Sadly, there are currently many dangers to the traditions of community looming, as a result of this distracting Covid 19 Pandemic, because the “rules” of keeping people safe from the deadly virus, contravene the way those who “gather together in Jesus’ name” care for each other and share their love of God, their troubles and their triumphs.  Daily we see the tragedy of Christians being locked out of their churches, children being locked out of their schools, workers being dismissed from their jobs, old people being locked in their retirement villages, families kept apart and bosses who have built up businesses and taken satisfaction in knowing they provide security and keep families safe from homelessness, hunger and distress all fall into some level of despair. 

Yet it goes much deeper even than that and our feeling of the loss of our freedom threatens all communities and the very ties that hold them together and deliver a measure of good, kindness and justice in our society.

Freedom is; liberty, autonomy, lack of restrictions, self-determination, independence, choice, free will, and sovereignty.  I decided long ago that to live in complete freedom I would need to leave my husband, children and grandchildren, and cut off all ties with friends and neighbours.  I would need to leave all behind and move to a place with no laws or rules; where no one would question any of my actions.  No matter how anti-social or selfish I was, there would be no one to control my dominion or question my rights. 

And there would be no one to care!  Yet caring for and being cared for by other humans is one of life’s great rewards and joys.

Do I want freedom if that is the price?  No - I like to be held accountable for my actions; and I consider it my moral duty to obey the laws of Australia and to follow the rules of God as set out in the Bible.  I believe it is a privilege to have a husband and family to share my life, even though this means they sometimes expect me to do something for them in return for the love we share.  I also enjoy being a part of a sociable community.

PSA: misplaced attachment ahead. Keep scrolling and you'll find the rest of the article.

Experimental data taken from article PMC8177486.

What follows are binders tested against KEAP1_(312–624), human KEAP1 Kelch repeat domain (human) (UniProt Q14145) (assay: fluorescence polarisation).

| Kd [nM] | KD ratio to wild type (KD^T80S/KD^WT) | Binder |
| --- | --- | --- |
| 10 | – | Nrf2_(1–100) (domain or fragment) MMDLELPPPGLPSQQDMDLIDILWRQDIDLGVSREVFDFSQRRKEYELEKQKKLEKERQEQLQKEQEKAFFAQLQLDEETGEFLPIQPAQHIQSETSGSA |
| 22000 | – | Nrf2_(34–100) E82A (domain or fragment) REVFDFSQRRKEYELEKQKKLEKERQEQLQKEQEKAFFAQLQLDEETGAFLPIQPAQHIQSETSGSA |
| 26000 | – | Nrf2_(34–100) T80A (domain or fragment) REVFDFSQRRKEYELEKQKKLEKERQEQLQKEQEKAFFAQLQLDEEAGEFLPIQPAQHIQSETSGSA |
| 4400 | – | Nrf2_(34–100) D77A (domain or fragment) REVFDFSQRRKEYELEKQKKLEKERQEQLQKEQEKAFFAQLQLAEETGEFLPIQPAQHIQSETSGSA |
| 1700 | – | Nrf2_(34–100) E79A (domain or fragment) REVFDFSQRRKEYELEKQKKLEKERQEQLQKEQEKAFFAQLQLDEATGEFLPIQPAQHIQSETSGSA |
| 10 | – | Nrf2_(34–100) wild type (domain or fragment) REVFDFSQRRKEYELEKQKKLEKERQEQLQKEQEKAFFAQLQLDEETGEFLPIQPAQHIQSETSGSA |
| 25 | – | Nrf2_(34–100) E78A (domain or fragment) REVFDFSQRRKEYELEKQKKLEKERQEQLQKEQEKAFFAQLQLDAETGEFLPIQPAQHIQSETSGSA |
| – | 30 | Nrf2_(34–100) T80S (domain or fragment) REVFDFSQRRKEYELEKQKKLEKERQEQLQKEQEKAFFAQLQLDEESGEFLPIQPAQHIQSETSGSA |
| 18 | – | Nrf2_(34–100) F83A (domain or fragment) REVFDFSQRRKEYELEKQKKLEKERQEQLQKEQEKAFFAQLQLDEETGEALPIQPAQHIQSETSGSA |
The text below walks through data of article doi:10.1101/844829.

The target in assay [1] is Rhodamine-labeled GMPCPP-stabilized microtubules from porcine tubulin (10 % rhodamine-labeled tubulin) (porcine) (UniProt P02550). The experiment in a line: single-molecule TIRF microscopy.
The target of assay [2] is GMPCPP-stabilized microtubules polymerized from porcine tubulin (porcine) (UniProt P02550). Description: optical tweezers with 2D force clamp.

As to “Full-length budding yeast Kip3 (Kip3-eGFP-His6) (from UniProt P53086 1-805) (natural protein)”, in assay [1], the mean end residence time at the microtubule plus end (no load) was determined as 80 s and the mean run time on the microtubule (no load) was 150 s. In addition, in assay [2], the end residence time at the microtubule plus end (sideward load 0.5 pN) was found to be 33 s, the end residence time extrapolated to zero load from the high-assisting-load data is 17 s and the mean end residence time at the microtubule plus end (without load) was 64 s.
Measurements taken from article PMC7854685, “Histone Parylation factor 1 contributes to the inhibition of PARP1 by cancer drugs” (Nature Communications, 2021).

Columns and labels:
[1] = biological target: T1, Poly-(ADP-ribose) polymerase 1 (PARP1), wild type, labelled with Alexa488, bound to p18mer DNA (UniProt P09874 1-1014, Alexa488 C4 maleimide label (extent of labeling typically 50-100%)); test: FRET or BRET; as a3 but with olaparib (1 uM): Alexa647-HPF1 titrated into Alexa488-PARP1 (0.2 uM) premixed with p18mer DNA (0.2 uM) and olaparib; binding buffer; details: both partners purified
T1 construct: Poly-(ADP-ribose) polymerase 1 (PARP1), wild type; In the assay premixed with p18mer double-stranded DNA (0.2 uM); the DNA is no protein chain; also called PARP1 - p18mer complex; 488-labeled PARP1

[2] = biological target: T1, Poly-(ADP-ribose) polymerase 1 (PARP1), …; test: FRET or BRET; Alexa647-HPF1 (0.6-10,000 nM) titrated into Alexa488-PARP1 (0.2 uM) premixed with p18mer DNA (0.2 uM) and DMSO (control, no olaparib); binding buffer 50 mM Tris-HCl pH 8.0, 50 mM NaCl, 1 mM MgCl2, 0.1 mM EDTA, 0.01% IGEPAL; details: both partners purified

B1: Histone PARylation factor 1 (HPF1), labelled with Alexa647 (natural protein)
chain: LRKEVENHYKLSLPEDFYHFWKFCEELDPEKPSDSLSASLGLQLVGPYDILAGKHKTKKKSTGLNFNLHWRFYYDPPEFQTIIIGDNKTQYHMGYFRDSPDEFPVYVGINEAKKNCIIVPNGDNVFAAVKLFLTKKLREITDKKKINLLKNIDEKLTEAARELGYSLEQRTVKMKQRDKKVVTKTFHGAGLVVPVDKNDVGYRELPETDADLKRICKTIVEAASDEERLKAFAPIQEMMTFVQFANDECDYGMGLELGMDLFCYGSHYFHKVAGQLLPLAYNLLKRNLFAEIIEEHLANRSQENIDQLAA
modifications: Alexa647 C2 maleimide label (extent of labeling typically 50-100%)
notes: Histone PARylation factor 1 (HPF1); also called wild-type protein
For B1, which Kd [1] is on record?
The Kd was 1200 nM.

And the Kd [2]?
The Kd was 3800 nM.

In order to keep this civilized and enlightened social order that we call society, the enforcement of rules and laws must generally be seen to be the right outcome to preserve the rights of the majority.  It is in fact ironic, that the price for a person who exercises what they may consider to be their personal freedom, in an anti-social way in a “civilised” society, is often punishment by fines or imprisonment, inflicted by that same society. 

This of course, brings up questions about the morality of the deprivation of freedom in many specific circumstances.  Particularly in these disrupted times, many previously law abiding but frustrated people are questioning the mandatory removal or suspension of their previously guarded and accepted “human rights” and the right of society to punish them for breaking these “new laws of humanity” being made to protect the life and health of us all – even strangers.  I suppose it is selfishness that stops those who can’t see and understand that to protect their own loved ones and even themselves, they must consider the needs of everyone not only in their own society, but also in other connected societies throughout the world.

The Rev. John said in his sermon; “We do gather in Jesus’ name. We re-call him to presence with us. And that makes him a part of us and of what we do. That is what we experience at each Eucharist—we in him and he in us. But we don’t celebrate Eucharist alone. If only the priest shows up for a mid-week service, for instance, there will be no celebration of the Eucharist. There is no community for whom to break bread.”  This reminded me of an interesting moment in 2011 when my husband and I arrived at a beautiful church in the French village of Bergholtz-Zell very late on a Friday afternoon; after a beautiful day spent looking for the most perfect village along the famous Alsace wine route.   


"Where two or three are gathered together in my name"
Bergholtz-Zell Church, Alsace, France


The church is famous for its exquisite wooden carvings, but as we quietly entered, we discovered that the priest was talking to two women in the church and he was ready to start a service where there really were just “two or three people gathered together in God’s name”.  As the service began, I found it both sad and yet lovely to see the fulfilment of this often quoted phrase, although I was a little disappointed to see that the two ladies stood one behind the other in about the fourth and fifth rows back from the priest in the front of the church.   As our understanding of the French language was almost completely non-existent, we quietly left the church and continued on our journey.

The conclusion from the Rev. John was; “Today Jesus makes it clear how important we are one to another. Through our link to one another through Christ, there is a power in our community, uniting the values of God to our values on earth. This is how Jesus enables us to use God’s power for making healing and life-giving love more effective among God’s people. We come together, we stay together, we work together—in our Lord's name, bringing to focus the presence of God and unleashing the power of the Spirit to transform our lives and the lives of all God’s children.

“Where two or three are gathered in my name, I am there among them.”